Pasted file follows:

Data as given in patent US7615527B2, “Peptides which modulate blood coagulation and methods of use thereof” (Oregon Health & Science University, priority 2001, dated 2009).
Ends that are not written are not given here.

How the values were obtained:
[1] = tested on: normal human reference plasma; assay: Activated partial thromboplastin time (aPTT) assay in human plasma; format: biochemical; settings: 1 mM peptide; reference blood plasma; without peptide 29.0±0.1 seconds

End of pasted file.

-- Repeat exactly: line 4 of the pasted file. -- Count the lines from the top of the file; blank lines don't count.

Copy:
[1] = tested on: normal human reference plasma; assay: Activated partial thromboplastin time (aPTT) assay in human plasma; format: biochemical; settings: 1 mM peptide; reference blood plasma; without peptide 29.0±0.1 seconds